Fulgence Kayishema, who is accused of participating in the killing of some 2,000 Tutsi refugees during the 1994 Rwandan genocide, has been arrested in South Africa. He is one of four remaining fugitives sought by the United Nations tribunal for war crimes committed in Rwanda.
A former police inspector in Rwanda, Kayishema is alleged to have participated in the planning and execution of the massacre of over 2,000 Tutsi men, women and children who had taken refuge in a church in April 1994.
He has been on the run since July 2001 and was arrested Wednesday afternoon in Paarl, South Africa, in an investigation carried out with the cooperation of South African authorities.
"Fulgence Kayishema was a fugitive for more than 20 years. His arrest ensures that he will finally face justice for his alleged crimes," Serge Brammertz, the prosecutor for the International Residual Mechanism for Criminal Tribunals (MICT), said in a statement released Thursday.
More than 2,000 people died when Nyange Catholic Church in Kivumu, in western Rwanda, was set alight and then bulldozed as they sheltered inside.
Parish priest Athanase Seromba and businessman Gaspard Kanyarukiga have already been convicted for ordering the massacre.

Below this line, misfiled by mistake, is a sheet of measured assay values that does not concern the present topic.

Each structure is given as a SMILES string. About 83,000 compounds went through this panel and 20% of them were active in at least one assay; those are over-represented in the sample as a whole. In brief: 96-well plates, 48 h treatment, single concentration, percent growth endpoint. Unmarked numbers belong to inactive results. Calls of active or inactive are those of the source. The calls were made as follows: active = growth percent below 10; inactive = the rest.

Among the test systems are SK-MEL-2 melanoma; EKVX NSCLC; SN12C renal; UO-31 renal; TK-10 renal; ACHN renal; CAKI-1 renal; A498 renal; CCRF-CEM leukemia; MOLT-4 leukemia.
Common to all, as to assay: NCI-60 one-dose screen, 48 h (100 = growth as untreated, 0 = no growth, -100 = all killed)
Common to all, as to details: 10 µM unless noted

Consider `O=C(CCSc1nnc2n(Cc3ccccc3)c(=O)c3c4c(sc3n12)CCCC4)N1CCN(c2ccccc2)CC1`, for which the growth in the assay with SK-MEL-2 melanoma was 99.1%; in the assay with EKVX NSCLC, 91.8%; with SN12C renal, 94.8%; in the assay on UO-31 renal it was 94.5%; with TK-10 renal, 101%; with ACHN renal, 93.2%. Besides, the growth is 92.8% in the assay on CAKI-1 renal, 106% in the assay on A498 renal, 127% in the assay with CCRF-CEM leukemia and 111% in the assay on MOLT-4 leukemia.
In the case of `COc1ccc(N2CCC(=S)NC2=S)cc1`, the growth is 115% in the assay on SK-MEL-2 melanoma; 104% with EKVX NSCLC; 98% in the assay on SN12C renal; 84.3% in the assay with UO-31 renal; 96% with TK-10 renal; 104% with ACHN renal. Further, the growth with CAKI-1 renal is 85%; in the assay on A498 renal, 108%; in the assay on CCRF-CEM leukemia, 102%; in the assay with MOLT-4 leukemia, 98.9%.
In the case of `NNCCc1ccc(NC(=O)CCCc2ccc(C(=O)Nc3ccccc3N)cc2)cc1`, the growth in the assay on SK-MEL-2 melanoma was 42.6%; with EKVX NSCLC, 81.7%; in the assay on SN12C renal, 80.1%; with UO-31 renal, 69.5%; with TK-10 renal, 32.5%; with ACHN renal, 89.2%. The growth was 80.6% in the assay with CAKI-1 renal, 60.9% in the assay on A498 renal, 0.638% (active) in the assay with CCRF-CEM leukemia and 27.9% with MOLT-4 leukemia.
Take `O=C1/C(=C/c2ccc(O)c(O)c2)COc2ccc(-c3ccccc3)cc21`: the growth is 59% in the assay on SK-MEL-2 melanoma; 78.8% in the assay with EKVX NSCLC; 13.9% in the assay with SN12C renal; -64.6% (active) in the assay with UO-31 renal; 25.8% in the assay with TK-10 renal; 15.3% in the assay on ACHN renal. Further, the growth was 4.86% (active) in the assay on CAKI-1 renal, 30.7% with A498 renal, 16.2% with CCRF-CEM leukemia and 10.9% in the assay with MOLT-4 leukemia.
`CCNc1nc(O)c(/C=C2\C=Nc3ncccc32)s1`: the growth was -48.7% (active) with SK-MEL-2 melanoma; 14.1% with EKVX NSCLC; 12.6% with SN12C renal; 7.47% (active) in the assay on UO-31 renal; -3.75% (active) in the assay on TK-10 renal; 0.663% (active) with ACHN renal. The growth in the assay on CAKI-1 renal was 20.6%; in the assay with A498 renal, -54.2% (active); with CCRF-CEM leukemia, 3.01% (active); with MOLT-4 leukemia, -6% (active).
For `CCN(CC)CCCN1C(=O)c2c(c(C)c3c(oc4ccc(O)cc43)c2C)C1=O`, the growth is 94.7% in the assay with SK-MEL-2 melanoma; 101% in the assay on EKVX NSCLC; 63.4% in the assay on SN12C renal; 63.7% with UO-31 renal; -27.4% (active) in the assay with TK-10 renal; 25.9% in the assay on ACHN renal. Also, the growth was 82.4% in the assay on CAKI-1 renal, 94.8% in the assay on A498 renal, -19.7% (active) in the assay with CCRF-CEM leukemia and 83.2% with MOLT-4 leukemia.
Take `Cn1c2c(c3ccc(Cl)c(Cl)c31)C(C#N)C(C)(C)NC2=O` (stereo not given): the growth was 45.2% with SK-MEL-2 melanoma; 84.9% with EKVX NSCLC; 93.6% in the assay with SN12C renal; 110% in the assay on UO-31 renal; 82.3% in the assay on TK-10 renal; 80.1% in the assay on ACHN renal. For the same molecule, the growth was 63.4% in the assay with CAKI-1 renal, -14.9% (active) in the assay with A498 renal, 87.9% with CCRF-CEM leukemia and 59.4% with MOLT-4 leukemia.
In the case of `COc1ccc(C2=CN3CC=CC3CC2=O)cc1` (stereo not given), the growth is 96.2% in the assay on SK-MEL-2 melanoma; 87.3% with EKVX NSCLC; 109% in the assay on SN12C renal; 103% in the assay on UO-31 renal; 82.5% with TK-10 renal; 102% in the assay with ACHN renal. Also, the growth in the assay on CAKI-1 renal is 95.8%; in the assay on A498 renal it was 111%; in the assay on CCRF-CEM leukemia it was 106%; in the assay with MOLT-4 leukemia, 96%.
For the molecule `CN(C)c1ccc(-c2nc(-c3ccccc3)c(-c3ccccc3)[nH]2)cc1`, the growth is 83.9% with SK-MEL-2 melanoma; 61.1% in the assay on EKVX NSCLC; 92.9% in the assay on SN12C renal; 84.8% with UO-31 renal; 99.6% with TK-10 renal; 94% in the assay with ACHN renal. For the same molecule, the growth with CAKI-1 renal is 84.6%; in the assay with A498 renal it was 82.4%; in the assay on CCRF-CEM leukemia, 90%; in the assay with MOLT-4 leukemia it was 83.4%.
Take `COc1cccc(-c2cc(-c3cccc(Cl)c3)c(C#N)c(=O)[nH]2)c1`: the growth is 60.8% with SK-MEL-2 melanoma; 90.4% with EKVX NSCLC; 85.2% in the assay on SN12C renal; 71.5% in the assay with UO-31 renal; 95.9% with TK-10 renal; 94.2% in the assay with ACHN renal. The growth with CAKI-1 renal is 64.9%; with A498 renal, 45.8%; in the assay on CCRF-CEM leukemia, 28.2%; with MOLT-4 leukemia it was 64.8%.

Kayishema was indicted in 2001 by the UN's International Criminal Tribunal for Rwanda, which charged him with genocide, complicity in and conspiracy to commit genocide, and crimes against humanity for murders and other crimes.
“Kayishema directly participated in the planning and execution of this massacre, including by procuring and distributing petrol to burn down the church with the refugees inside,” the MICT said, adding that he and others used a bulldozer to collapse the church, “burying and killing the refugees inside”.
Afterwards, the prosecutor's office said, “Kayishema and others then supervised the transfer of corpses from the church grounds into mass graves over the next approximately two days”.
During the genocide, around 800,000 Rwandans, most of them ethnic Tutsis, died over 100 days at the hands of Hutu extremists.
Brammertz said the investigation that led to Kayishema's arrest spanned multiple countries in Africa and beyond.
The Rwanda tribunal finished trying cases in 2008, after which the MICT was established, taking over the work in 2015.
The tribunal referred Kayishema's case to Rwanda in 2007, after the country had abolished the death penalty, in a bid to encourage countries to hand over genocide suspects.
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Kayishema was one of only four fugitives still wanted by the MICT.
Three others remain at large: Charles Sikubwabo, Charles Ryandikayo and Aloys Ndimbati.